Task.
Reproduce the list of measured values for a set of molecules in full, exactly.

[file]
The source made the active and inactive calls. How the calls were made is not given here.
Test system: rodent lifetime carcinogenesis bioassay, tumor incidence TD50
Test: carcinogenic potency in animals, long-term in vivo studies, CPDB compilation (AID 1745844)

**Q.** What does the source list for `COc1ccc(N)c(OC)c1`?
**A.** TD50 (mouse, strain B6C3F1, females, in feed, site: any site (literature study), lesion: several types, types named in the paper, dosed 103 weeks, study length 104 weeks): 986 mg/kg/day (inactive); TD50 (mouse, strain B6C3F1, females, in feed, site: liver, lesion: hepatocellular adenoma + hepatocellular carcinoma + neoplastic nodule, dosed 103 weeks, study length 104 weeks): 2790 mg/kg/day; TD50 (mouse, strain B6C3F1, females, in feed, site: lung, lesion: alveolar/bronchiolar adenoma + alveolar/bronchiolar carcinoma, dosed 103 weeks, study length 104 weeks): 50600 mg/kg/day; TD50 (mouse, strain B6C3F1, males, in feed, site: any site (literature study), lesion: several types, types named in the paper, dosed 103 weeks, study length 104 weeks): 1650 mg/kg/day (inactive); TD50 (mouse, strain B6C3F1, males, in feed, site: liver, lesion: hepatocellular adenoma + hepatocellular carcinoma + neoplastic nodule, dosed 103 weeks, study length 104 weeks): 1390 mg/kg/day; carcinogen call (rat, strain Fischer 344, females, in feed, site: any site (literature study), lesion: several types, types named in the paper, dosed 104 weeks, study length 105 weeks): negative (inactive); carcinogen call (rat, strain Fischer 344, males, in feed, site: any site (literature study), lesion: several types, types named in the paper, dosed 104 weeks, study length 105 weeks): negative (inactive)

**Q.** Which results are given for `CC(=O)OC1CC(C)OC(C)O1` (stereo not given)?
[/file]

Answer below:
The source made the active and inactive calls. How the calls were made is not given here.
Test system: rodent lifetime carcinogenesis bioassay, tumor incidence TD50
Test: carcinogenic potency in animals, long-term in vivo studies, CPDB compilation (AID 1745844)

**Q.** What does the source list for `COc1ccc(N)c(OC)c1`?
**A.** TD50 (mouse, strain B6C3F1, females, in feed, site: any site (literature study), lesion: several types, types named in the paper, dosed 103 weeks, study length 104 weeks): 986 mg/kg/day (inactive); TD50 (mouse, strain B6C3F1, females, in feed, site: liver, lesion: hepatocellular adenoma + hepatocellular carcinoma + neoplastic nodule, dosed 103 weeks, study length 104 weeks): 2790 mg/kg/day; TD50 (mouse, strain B6C3F1, females, in feed, site: lung, lesion: alveolar/bronchiolar adenoma + alveolar/bronchiolar carcinoma, dosed 103 weeks, study length 104 weeks): 50600 mg/kg/day; TD50 (mouse, strain B6C3F1, males, in feed, site: any site (literature study), lesion: several types, types named in the paper, dosed 103 weeks, study length 104 weeks): 1650 mg/kg/day (inactive); TD50 (mouse, strain B6C3F1, males, in feed, site: liver, lesion: hepatocellular adenoma + hepatocellular carcinoma + neoplastic nodule, dosed 103 weeks, study length 104 weeks): 1390 mg/kg/day; carcinogen call (rat, strain Fischer 344, females, in feed, site: any site (literature study), lesion: several types, types named in the paper, dosed 104 weeks, study length 105 weeks): negative (inactive); carcinogen call (rat, strain Fischer 344, males, in feed, site: any site (literature study), lesion: several types, types named in the paper, dosed 104 weeks, study length 105 weeks): negative (inactive)

**Q.** Which results are given for `CC(=O)OC1CC(C)OC(C)O1` (stereo not given)?